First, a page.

It’s all well and good splashing out on stiffer springs, coilovers, beefier anti-roll bars and various support braces to firm up you car’s ride and get it sitting how you want. But if you don’t get your weight distribution even it won’t handle as well as it could, and it will be rubbish on the track. Here’s an explanation of ‘corner weighting’ and how to achieve the perfect balance…
It’s not rocket science. In fact, getting your car’s weight distribution even on all four corners is a bit like getting all four legs on a table the same length. If one leg’s shorter than the other, the whole thing will be out of kilter!
Corner balancing is the process whereby the diagonal weight distribution on the tyres is even. For this, the driver needs to be in the car, there needs to be the right amount of fuel in the tank and all the other fluids have to be topped up in order to replicate race conditions.
To get the weight distribution even, you can fiddle around with the static weight which means physically shifting weight around on the vehicle. That might mean relocating batteries etc, and even using lead ballast to balance everything out.
You might hear experts talk about two factors when it comes to weight distribution; left weight percentage and rear weight percentage, the former being intended to account for the weight of the driver. You don’t need to know how these are calculated, because an electronic scale will work these out for you.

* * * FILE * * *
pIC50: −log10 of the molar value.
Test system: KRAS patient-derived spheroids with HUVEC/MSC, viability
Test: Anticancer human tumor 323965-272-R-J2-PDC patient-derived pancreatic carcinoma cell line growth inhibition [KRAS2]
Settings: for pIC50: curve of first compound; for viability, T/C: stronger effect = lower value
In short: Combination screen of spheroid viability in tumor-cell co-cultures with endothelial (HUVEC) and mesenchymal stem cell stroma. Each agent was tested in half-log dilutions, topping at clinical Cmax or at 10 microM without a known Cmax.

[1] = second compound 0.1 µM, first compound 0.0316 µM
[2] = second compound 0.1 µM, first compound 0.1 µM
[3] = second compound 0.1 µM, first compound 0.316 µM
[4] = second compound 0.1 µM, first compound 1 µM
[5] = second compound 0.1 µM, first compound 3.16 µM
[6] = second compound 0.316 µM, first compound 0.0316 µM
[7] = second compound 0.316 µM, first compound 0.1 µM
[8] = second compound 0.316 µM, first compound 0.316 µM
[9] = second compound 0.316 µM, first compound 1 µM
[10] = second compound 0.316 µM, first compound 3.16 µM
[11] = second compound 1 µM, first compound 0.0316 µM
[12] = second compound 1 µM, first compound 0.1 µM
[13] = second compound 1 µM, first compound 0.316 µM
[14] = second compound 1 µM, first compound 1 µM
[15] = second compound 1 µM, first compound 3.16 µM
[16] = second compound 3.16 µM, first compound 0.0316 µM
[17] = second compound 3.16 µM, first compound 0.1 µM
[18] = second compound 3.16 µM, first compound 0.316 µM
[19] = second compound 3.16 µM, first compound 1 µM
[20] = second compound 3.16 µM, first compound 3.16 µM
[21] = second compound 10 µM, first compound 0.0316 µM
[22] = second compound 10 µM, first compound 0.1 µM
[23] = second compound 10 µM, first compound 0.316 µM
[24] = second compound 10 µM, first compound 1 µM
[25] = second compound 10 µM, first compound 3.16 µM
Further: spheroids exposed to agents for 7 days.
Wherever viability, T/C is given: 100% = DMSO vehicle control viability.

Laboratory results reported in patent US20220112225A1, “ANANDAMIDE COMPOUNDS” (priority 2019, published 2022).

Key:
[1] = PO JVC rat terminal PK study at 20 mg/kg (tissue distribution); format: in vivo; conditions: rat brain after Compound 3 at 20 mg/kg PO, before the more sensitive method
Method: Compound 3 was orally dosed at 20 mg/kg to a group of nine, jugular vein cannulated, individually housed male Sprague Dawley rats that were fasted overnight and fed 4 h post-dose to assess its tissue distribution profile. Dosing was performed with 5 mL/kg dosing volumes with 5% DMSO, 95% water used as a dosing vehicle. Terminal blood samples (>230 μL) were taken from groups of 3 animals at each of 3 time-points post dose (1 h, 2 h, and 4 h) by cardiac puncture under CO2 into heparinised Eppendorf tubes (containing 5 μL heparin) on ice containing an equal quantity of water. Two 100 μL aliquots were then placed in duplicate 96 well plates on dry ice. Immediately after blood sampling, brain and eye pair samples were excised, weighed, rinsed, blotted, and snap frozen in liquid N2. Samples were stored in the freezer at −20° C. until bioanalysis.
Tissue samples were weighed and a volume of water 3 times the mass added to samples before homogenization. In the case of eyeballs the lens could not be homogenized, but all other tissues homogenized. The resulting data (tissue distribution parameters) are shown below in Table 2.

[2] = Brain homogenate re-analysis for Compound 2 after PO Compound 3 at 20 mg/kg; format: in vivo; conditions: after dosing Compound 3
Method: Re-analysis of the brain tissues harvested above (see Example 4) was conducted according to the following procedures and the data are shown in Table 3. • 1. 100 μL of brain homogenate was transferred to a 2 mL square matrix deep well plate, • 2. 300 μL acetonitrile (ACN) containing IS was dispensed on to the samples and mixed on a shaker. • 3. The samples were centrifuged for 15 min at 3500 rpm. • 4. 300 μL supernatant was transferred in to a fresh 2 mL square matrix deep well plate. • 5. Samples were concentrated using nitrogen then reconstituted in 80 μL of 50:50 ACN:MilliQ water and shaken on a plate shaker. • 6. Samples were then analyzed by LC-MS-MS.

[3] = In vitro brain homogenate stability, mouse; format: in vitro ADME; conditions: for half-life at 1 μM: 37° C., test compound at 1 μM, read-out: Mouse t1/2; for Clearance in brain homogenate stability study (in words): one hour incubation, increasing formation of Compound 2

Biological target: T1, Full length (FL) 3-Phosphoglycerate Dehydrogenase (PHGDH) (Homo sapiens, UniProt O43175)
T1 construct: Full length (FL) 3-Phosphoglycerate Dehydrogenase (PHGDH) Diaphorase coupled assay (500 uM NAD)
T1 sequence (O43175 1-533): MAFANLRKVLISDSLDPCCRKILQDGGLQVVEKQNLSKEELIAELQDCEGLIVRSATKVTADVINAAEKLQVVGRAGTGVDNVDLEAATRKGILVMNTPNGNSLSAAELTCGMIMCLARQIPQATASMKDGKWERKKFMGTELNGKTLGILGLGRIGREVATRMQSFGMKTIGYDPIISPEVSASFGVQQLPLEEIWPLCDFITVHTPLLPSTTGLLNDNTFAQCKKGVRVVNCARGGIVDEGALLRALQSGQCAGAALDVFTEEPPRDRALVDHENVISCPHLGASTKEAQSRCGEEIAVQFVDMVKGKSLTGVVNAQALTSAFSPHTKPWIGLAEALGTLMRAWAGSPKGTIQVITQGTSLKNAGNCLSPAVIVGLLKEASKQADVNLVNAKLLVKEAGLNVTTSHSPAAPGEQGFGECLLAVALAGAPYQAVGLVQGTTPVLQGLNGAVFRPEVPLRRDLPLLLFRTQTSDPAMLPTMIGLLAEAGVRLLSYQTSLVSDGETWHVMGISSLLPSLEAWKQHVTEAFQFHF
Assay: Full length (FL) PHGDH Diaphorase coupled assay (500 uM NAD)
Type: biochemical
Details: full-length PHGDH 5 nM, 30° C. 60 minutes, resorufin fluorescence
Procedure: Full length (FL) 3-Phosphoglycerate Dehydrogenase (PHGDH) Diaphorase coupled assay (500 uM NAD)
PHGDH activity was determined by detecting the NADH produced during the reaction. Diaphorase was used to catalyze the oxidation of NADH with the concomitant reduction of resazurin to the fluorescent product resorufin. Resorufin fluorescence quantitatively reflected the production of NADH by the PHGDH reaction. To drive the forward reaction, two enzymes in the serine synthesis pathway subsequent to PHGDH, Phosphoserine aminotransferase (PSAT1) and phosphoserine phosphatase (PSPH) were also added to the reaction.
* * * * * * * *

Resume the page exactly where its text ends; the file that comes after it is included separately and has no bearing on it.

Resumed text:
In a nutshell, when talking about diagonal weight or ‘cross weight’ the left front and right rear should weigh the same as the right front and left rear – a 50/50 cross balance. If it’s too far off this, the handling characteristics will be different between a left- and a right-hand turn. That’s not necessarily a bad thing. It might be that your car ends up handling better on right turns, which is fine if a track has more right turns than lefts – but not so good if there’s an equal amount of both. Of course for the really skilled driver where every marginal gain counts, they will custom corner balance their car for each individual track.
Of course this is getting vastly over-complicated for the majority of novice drivers who just want to get their car to grip and go quickly around corners. Here it’s a case of managing where you distribute weight; so over the back for traction, the front for braking and on the left or right for cornering. Suffice to say, for most track-day newbies, honing driving techniques will pay bigger dividends than worrying about corner weighting.
When it comes to putting your car on the scales, it’s a case of getting tyre pressures right and disconnecting the anti-roll bar to remove friction from the suspension. The readout will tell you how evenly your car’s weight it distributed. If one corner has more weight on it than another, you can reduce that weight by lowering the ride height in just that corner (by adjusting the coilover sleeve, for example), which will decrease weight on the diagonally opposite corner at the same time. Needless to say, it’s a somewhat time consuming business and small adjustments are needed to get it spot on. Corner balancing can also be done by adding to weight to the car where it is needed, or moving components. For this, weight plates, dumbells, plastic water containers, sandbags and lead bars all have their uses.
So there you have it. It’s not something everyone will bother doing. But if you’re looking to gain a bit of an edge when it comes to handling, how your car’s weight is distributed is certainly worth further investigation.
The opinions expressed here are the personal opinions of the author and do not necessarily represent the views and opinions of VW Heritage